Money & Career
State Elected Officials Work Hard for Constituents
7/1/2020 1:00:00 PM
Sate Elected Officials

The Louisiana Legislature proved productive in their 2020 Regular Session, which adjourned June 1, by passing 370 bills. Here are a few highlights of their hard work.


As COVID-19 has affected our lives in myriad ways, it was also a topic of concern in the Legislature. Gov. John Bel Edwards signed two COVID-19 liability bills into law that will protect businesses from lawsuits and litigation in the wake of the pandemic. HB 826 by Rep. Thomas Pressly (R-Shreveport) ensures that liability protections are in place for individuals and local or state governments that operated in accordance with public health guidelines during the COVID-19 crisis. SB 491 by Sen. Sharon Hewitt (R-Slidell) limits liability for businesses and individuals who provided relief or recovery equipment or services during the pandemic.


New Magistrate Judge Position for 14th District Judicial Court


Legislation creating the position of magistrate judge for the 14th Judicial District Court (Calcasieu Parish) has completed its trek through the Legislature and will go to the governor for his signature. House Bill 285 by Rep. Dorothy Sue Hill (D-Dry Creek) was approved 87-1 in the House, 35-1 in the Senate, and the House Wednesday voted 89-0 to accept Senate changes to the bill. Rep. Ronnie Johns (R-Sulphur) handled the measure in the Senate. He said the magistrate will replace ad hoc judges who have been handling district court cases.


Calcasieu Parish District Attorney John F. DeRosier says our community needed an individual to handle misdemeanor and felony arraignments, some misdemeanor trials, and certain administrative tasks. "This frees up the judges who handle the divisions to focus on more serious felonies. It’s a benefit to our community to allow that to happen.”


The magistrate judge will be a full-time position and the person elected will serve a six-year term. The magistrate would be prohibited from practicing law. Rep. Stephen Dwight (R-Moss Bluff) said the state Judicial Council believed the magistrate position is needed and it had to be a permanent position. The magistrate judge will be an elected position in the fall of 2020 and the term will begin Jan. 1, 2021.


Sports Betting now in the Hands of Louisiana Voters


The Louisiana House of Representatives voted 73-23 in May to approve legislation that puts legalized sports wagering before state voters this fall. After the chambers pass each other’s legislation — and the bills are similar — the issue goes to Gov. John Bel Edwards, a proponent of sports betting, for his signature. Louisiana will become the third state to have sports betting on the November 2020 ballot, after South Dakota and Maryland. But even if voters approve in Louisiana, it will be some time before gamblers can place a wager. The bill requires the legislature to pass state laws "providing for the licensing, regulation, and taxation” of sports betting.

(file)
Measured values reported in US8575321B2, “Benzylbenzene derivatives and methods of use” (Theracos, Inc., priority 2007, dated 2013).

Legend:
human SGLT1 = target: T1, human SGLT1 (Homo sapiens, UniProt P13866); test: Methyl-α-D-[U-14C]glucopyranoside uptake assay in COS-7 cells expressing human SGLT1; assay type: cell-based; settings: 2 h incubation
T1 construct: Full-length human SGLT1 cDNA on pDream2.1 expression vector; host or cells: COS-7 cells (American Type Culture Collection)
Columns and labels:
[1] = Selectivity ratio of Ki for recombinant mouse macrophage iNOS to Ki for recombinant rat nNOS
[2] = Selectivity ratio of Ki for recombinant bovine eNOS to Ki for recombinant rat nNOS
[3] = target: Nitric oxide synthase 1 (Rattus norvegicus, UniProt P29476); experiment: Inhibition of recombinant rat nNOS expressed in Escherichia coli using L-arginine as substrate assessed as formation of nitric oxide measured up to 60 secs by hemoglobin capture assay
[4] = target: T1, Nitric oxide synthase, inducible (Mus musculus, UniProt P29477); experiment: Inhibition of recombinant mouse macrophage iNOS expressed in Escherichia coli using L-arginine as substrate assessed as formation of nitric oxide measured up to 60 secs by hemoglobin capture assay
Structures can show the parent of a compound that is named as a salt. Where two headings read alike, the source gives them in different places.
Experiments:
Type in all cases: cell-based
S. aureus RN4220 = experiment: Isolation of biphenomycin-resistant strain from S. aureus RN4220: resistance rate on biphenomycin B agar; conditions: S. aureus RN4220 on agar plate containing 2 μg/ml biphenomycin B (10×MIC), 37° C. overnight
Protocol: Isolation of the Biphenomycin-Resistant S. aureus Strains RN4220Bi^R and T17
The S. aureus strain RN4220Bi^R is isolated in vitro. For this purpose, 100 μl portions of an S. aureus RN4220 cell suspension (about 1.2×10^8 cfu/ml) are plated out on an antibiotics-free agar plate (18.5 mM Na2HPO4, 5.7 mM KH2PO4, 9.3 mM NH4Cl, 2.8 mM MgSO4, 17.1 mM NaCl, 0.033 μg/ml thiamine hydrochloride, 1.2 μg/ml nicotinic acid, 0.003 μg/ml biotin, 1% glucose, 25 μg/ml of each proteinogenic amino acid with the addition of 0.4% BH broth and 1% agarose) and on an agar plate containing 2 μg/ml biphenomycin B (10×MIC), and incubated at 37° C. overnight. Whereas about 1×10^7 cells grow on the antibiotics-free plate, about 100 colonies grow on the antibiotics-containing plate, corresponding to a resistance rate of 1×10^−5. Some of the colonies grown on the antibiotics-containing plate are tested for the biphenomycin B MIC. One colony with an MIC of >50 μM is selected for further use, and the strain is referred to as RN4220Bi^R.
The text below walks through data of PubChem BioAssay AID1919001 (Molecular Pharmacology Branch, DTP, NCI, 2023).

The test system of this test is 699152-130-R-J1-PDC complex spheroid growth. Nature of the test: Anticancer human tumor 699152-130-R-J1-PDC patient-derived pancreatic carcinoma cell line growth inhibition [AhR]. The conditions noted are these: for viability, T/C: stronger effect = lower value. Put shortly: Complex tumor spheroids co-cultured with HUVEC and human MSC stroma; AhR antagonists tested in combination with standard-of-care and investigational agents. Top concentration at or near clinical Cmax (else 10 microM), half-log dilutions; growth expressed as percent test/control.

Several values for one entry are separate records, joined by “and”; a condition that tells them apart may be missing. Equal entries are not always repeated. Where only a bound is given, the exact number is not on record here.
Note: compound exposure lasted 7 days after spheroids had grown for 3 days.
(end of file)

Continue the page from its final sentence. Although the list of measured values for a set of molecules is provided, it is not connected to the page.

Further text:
Tort Reform Could Lower Auto Insurance


The Louisiana Senate approved sweeping tort reform legislation, which supporters promise will lower the price of auto insurance in Louisiana. SB 418, aka the Omnibus Premium Reduction Act of 2020, dramatically changes how people injured in car wrecks can seek – and receive – recompense through Louisiana courts. Gov. John Bel Edwards, who is supported by lawyers who represent injured plaintiffs, has spoken against parts of the bill but favorably for other parts. Opponents of the bill fear it will only benefit businesses and insurance companies, and could potentially lead to higher premium costs. If Edwards were to veto SB 418, the legislature could override with a two-thirds vote in each chamber. Louisiana has among the highest auto insurance rates in the nation, which business and insurance blame on the state civil justice system being out of line with the rest of the country. They claim the system makes it too easy to file lawsuits for minor injuries. 


Law Eases Restrictions on Medical Marijuana


Lawmakers made it easier to access medical marijuana by passing HB 819 by Rep. Larry Bagley (chair of the House Health & Welfare Committee) and loosening the rules dictating which doctors can recommend the drug to patients and why. Previously, to access medical marijuana, patients had to find a doctor licensed by the Board of Medical Examiners. The doctor could only "recommend” marijuana rather than prescribe – a distinction aimed at protecting doctors from penalties – for a list of diseases like cancer, AIDS, seizure disorders, epilepsy, post-traumatic stress disorder, and others. Intractable pain was added in 2018. Now, doctors can recommend marijuana to patients for any condition they consider "debilitating to an individual patient and is qualified” to treat. Plus, doctors must only be in "good standing” with the Board of Medical Examiners, instead of having to obtain a license. While restrictions on medical marijuana have eased, Edwards and most lawmakers remain opposed to recreational marijuana.


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